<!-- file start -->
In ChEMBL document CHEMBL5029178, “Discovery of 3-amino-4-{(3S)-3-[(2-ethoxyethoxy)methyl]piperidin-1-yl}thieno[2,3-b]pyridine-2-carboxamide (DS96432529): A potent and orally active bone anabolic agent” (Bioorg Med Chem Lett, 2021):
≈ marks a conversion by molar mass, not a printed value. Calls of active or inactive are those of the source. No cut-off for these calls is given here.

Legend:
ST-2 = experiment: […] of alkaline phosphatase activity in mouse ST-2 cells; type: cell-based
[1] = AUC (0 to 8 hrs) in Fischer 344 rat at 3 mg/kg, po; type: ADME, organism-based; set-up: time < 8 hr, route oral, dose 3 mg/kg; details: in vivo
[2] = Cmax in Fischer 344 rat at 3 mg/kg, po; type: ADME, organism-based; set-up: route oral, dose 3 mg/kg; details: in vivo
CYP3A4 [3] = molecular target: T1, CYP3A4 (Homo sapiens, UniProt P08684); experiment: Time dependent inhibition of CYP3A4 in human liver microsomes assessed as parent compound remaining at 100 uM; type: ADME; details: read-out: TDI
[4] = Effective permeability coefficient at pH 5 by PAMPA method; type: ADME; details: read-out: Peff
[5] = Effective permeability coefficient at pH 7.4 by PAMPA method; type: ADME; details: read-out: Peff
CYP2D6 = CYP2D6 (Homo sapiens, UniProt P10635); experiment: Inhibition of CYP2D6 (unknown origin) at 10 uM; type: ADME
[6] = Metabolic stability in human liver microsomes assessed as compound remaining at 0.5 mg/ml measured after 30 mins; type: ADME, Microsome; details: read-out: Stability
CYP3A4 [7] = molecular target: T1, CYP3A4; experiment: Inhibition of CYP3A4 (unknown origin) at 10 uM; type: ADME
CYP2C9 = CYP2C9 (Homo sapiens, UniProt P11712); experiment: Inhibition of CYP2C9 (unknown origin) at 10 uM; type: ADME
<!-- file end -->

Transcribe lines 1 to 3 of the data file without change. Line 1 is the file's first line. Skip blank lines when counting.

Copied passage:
In ChEMBL document CHEMBL5029178, “Discovery of 3-amino-4-{(3S)-3-[(2-ethoxyethoxy)methyl]piperidin-1-yl}thieno[2,3-b]pyridine-2-carboxamide (DS96432529): A potent and orally active bone anabolic agent” (Bioorg Med Chem Lett, 2021):
≈ marks a conversion by molar mass, not a printed value. Calls of active or inactive are those of the source. No cut-off for these calls is given here.

Legend: